GA should stand proud

January 26, 2011 by Bruce Landsberg

Last week’s medical transfer of wounded Congress woman Gabrielle Giffords by two GA aircraft perfectly illustrates the use of our nation’s air transportation system. One of the major initiatives of the AOPA Foundation is to promote and improve the image of GA. I never miss an opportunity these days when speaking to both pilot group and non-pilot groups to remind everyone about the benefits of GA. The staple of media reports, relative to GA, typically focuses on crashes or community airports that are perceived as safety hazards, noisy or playgrounds of the rich.

Now is a perfect time to point out the value and diversity of GA flight operations. One size does not fit all in clothing, government or transportation options. (I speak from experience in all three areas but don’t ask about the great clothing incident!) Those who tout the airlines as the sole air transport modality sure weren’t in evidence last week and for good reason. As good a job as the carriers do – transporting the gravely injured congress woman was not something they could have done well. We (you and I) should be pointing out that there was nothing unusual about last week’s flight – those types of flights happen hundreds of times a week. There are tens of thousands of charity flights annually for almost unlimited humanitarian purposes. There are millions of flights transporting all kinds of people, packages and every kind of etcetera directly to their destinations safely and efficiently. And please show me any transportation mode that does not have occasional mishaps.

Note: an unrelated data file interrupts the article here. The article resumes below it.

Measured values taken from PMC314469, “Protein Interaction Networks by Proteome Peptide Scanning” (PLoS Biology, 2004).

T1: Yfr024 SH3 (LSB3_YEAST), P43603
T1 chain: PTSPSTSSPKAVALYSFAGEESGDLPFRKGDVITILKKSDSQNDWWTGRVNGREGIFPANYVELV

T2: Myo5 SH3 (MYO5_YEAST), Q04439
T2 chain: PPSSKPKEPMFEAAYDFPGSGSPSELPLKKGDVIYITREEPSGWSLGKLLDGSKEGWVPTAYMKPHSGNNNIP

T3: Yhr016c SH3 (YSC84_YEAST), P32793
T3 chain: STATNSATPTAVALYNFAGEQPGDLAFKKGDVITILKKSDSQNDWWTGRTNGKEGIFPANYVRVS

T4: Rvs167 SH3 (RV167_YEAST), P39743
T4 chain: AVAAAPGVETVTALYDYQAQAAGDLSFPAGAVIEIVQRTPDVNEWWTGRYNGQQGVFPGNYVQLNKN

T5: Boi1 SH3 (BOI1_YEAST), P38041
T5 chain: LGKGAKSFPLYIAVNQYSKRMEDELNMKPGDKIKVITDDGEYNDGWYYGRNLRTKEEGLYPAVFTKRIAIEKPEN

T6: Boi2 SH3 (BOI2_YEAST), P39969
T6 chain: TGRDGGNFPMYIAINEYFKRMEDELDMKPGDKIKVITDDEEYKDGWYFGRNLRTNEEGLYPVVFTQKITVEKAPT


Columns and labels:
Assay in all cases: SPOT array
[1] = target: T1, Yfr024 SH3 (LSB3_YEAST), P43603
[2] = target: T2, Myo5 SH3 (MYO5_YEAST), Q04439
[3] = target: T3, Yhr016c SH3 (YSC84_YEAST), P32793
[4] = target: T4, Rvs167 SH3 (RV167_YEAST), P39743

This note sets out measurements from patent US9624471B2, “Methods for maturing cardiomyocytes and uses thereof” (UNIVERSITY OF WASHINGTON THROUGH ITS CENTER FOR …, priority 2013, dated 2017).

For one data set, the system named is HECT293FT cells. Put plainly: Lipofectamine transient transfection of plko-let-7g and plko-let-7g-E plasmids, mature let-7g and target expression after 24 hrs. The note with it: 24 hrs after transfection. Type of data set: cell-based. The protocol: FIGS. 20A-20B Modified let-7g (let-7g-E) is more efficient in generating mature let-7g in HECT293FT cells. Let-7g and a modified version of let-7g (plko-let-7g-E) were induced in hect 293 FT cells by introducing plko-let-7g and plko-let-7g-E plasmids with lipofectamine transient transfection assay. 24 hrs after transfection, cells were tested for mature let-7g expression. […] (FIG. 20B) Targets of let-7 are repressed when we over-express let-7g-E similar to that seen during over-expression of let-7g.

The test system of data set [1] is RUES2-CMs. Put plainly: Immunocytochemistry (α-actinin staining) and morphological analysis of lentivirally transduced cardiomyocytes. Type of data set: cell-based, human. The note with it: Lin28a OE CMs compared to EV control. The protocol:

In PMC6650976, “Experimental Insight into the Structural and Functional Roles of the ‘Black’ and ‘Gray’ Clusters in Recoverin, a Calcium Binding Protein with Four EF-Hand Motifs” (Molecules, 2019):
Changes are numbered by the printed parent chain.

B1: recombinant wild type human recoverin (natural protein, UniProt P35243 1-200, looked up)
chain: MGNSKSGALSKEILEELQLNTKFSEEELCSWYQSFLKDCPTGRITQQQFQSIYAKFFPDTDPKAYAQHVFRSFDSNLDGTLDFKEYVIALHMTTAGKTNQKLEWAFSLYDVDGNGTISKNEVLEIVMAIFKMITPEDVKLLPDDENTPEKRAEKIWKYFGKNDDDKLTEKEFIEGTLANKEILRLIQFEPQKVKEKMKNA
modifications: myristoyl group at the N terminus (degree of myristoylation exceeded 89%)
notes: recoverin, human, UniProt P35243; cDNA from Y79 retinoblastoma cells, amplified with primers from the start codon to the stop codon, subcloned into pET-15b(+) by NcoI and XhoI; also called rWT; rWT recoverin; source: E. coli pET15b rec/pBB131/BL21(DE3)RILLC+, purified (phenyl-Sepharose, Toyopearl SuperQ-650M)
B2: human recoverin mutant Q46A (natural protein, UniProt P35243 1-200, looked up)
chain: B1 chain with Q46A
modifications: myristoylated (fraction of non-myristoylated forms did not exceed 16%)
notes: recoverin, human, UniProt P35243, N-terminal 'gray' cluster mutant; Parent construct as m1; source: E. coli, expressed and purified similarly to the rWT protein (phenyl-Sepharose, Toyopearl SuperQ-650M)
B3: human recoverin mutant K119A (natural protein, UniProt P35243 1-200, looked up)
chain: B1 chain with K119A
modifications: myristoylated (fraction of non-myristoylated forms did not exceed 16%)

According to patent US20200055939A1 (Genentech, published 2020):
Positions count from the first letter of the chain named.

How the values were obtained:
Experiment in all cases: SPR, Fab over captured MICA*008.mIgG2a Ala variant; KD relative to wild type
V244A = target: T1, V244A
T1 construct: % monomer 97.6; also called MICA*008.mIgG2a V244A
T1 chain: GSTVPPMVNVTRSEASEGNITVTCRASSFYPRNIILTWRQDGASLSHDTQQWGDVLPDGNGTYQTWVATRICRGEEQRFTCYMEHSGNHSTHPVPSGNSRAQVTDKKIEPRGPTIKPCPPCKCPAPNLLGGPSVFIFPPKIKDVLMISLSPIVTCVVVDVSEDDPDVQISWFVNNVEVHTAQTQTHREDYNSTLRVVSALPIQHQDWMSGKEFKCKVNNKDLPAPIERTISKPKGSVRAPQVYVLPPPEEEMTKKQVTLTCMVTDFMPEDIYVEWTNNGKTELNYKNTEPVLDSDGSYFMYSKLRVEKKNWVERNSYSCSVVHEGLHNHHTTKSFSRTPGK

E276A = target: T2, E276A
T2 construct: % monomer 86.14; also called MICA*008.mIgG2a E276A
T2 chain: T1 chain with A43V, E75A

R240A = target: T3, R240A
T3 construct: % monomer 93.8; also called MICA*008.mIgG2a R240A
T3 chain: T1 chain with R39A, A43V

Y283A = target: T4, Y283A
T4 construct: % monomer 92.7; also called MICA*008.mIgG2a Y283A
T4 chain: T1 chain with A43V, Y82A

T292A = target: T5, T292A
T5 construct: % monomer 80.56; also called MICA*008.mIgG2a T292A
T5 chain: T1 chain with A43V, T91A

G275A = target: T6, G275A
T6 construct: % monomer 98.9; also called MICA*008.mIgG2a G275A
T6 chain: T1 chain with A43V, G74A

There’s no need to be defensive about the use of GA for personal transportation? I would venture that many of GA’s most vocal detractors have personal automobiles, motorcycles and/or boats. Too often the public option just doesn’t do the job well especially when the airlines serve less than 10% of the nation’s public use airports. Why is travel and recreation above the earth’s surface treated differently from a policy or media perspective than surface modes? I’d like to know.

Make a point this week to let your non-flying friends and acquaintances know that GA is making a difference in this country every day in so many ways. In fact, let’s make a habit to do this every week. The U.S. is the last country to have any sizable GA segment at all and that’s because we have the freedom to fly and the conviction to stand up for it. In the Immortal word’s of Harrison Ford, ” Let’s keep it that way!”

Bruce Landsberg
President, AOPA Foundation

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One Response to “GA should stand proud”

  1. Christopher Kennedy Says:

    Exactly, you couldn’t of said it better. I was flying today in a DA-42L Twin-star and the on preflight the Left gear light was out. I knew it was the bulb that was burnt out, and I was think to go anyways, but I stopped myself and was like its really not worth the risk for a light bulb. The profit is not worth cost. I changed the bulb and went on with the flight, cause you never know when a problem may occur. Safety is paramount. It is better to be safe than sorry.

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